Shows & Panels
- The 2014 Big Picture on Cyber Security
- AFCEA Answers
- Ask the CIO
- Building the Hybrid Cloud
- Connected Government: How to Build and Procure Network Services for the Future
- Continuing Diagnostics and Mitigation: Discussion of Progress and Next Steps
- Federal Executive Forum
- Federal Tech Talk
- The Intersection: Where Technology Meets Transformation
- Maximizing ROI Through Data Center Consolidation
- Moving to the Cloud. What's the best approach for me
- Navigating Tough Choices in Government Cloud Computing
- The New Generation of Database
- Satellite Communications: Acquiring SATCOM in Tight Times
- Targeting Advanced Threats: Proven Methods from Detection through Remediation
- Transformative Technology: Desktop Virtualization in Government
- Value of Health IT
Shows & Panels
In the wake of the shooting in which 12 civilian and contract employees were gunned down at the Washington Navy Yard Monday, Defense Secretary Chuck Hagel has ordered a review of security procedures at all Defense Department bases worldwide.
In an effort to reduce costs, officials at the Navy put in place a system for granting contractors access to installations that ended up allowing as many as 52 convicted felons access to bases, according to a Defense Department inspector general report released Tuesday. The IG found the system, called Rapidgate, failed to comply with federal standards and that background checks were conducted using only publicly accessible databases. The security of Navy installations was thrown into the spotlight Monday after 34-year-old contractor Aaron Alexis entered the Washington Navy Yard Monday morning where he shot and killed 12 people.
A profile is emerging of Aaron Alexis, the man identified as the lone gunman in the mass shooting at the Washington Navy Yard in Washington, D.C., that left 13 people dead Monday, including the shooter himself. Alexis was a former Navy reservist, a Defense Department contractor, a convert to Buddhism and a student of aeronautics. But he also had flashes of temper that led to run-ins with police in Fort Worth, Texas, and Seattle.
The Federal Bureau of Investigation said that 34-year-old Aaron Alexis used a valid pass to enter the Navy Yard premises Monday. Alexis worked for The Experts, a subcontractor on an HP Enterprise Services contract to refresh equipment used on the Navy Marine Corps Intranet network. He was able to obtain a valid pass to the Navy Yard through his work as a contractor.
Thirteen people are dead and more are injured after a shooting at the Washington Navy Yard Monday morning. The shooter, who was killed during the incident, has been identified as Aaron Alexis of Texas.
Military: US ships ready to strike Syria, but budget cuts threaten such future operations
If confirmed by the Senate, Beth Cobert would become the DDM and lead the second term management agenda. Obama nominated deputy secretaries at VA and Education, and senior officials at the Navy and State.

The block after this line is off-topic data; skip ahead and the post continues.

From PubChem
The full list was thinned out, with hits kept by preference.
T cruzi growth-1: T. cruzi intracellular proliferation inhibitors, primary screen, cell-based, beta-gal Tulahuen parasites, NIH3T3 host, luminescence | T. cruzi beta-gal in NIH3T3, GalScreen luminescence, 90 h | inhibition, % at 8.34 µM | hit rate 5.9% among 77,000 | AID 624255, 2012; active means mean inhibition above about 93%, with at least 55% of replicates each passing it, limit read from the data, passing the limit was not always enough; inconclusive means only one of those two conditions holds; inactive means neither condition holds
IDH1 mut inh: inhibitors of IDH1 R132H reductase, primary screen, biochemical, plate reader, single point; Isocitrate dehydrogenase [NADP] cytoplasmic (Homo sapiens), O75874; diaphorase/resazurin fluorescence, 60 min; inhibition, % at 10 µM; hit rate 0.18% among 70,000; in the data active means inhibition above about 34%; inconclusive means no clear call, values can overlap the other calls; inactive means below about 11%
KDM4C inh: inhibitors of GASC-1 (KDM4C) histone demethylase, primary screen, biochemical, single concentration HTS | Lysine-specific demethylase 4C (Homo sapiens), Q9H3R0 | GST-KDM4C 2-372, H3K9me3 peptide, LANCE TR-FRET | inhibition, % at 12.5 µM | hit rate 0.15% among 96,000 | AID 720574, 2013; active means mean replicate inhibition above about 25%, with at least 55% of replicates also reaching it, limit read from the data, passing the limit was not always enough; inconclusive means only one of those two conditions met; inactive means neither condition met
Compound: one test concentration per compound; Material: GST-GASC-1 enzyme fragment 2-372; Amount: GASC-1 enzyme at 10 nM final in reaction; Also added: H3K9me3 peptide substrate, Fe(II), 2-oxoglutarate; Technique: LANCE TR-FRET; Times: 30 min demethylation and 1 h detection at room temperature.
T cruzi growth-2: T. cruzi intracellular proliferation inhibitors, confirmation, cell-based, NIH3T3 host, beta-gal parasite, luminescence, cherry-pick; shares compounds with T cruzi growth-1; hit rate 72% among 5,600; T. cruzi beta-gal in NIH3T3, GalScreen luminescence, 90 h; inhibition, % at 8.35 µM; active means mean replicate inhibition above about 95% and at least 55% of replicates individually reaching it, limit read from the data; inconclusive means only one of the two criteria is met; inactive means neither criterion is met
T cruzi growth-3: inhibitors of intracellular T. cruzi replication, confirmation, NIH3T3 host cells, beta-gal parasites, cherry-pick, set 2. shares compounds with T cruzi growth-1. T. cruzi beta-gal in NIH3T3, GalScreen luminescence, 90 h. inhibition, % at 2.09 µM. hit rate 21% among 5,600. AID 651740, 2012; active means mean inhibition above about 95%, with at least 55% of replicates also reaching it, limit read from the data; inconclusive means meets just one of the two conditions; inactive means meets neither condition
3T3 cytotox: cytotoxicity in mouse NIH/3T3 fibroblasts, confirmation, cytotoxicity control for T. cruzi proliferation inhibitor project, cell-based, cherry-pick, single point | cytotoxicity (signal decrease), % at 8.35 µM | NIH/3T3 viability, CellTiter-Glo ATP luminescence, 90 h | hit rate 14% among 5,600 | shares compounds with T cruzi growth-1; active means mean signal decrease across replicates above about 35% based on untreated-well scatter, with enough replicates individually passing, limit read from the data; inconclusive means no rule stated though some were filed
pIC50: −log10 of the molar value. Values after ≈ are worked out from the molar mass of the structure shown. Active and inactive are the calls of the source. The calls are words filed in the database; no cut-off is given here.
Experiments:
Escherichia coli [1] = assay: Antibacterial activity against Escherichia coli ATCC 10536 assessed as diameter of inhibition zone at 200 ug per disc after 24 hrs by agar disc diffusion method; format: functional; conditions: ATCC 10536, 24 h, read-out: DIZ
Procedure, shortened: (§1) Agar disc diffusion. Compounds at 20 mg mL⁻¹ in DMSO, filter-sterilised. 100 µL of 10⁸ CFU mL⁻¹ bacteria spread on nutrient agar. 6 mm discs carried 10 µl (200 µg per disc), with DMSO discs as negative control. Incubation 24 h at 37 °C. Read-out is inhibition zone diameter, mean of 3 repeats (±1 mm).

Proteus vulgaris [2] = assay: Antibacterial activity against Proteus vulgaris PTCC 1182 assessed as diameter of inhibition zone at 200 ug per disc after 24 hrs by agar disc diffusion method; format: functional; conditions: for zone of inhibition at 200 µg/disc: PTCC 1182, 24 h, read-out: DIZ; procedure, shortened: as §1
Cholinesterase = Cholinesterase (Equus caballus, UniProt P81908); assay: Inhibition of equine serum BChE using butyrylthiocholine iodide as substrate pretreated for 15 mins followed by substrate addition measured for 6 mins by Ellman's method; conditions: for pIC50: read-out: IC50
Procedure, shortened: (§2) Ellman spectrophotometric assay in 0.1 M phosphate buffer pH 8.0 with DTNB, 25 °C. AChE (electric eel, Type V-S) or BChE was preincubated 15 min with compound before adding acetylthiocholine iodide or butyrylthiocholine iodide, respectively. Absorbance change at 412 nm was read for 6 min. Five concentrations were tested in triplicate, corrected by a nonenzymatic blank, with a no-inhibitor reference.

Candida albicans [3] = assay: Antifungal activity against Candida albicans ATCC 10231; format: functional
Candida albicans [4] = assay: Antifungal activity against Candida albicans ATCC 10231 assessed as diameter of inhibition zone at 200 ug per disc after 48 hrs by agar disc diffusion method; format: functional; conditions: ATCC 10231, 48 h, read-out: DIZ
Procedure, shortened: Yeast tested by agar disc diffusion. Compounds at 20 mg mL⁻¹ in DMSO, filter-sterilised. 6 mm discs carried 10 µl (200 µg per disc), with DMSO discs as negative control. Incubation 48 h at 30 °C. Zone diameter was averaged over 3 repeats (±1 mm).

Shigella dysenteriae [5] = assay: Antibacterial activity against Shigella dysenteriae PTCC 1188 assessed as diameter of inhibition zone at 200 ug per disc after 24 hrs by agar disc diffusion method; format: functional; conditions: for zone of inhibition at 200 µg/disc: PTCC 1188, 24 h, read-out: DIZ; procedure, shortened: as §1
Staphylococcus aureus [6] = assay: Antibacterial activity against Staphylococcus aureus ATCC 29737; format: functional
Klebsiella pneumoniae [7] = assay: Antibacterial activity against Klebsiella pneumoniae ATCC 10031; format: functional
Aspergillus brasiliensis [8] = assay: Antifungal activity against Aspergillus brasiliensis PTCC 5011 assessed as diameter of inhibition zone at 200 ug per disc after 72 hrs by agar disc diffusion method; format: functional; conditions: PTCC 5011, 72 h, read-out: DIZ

On this week's edition of Agency of the Month, Nick Guertin, the Navy's director of Transformation in the Office of the Deputy Assistant Secretary of the Navy for Research, Development, Test and Evaluation, joins host Sean McCalley to discuss how online gaming is helping the Navy with its acquisition strategies.
Seth Cropsey, the former Deputy Undersecretary of the Navy and senior fellow at the Hudson Institute, talks about the basics of the Navy's struggles.
On this week's edition of Agency of the Month, Navy Rear Admiral Sean Buck, director of the 21st Century Sailor Office, joins host Sean McCalley to discuss the prevention of sexual assaults and suicides within the Defense Department.
Navy: Training, testing may kill hundreds of whales, dolphins and injure thousands
Explosion in boathouse during maintenance at US Navy base in NJ injures 8, 1 seriously
The most recent commander of U.S. submarines in Asia and the Middle East took command on Wednesday of the entire Pacific Fleet submarine force.
The council is restructuring to match the Obama administration's technology priorities for innovation, governance and cybersecurity. It will now operate with three main committees instead of five.
The Navy entered 2010 with what officials say was a fleet that was well below acceptable standards for material readiness. It's made gains in its maintenance procedures since then, which the service says sequestration will quickly undo.
The Department of the Navy will begin to virtualize its services and hopes to achieve total server virtualization by 2017, in an effort to cut costs. The service has been active in cutting IT costs in the wake of Defense budget cuts.
Next fiscal year would lack the luxury of using prior-year unobligated funds to help fill the gap created by sequestration in 2013. The DoN also would still have more people on its payroll than it can afford to pay.
This week on "Off the Shelf," Elliott Branch, Deputy Assistant Secretary of the Navy for Acquisition and Procurement discusses the Navy's procurement strategies.
July 16, 2013 (This show originally aired June 4, 2013)
Without commenting on the reasons behind the protest, a team led by Computer Sciences Corporation challenged the Navy's decision to award a multibillion dollar contract to operate IT networks to a competing team headed up by HP.
Hewlett Packard, the same vendor which has owned and operated the Navy Department's networks for more than a decade will continue a similar role under a new multibillion dollar contract. But the Navy and Marine Corps will take ownership of their IT infrastructure and reserve the right to recompete any or all of it at a future date.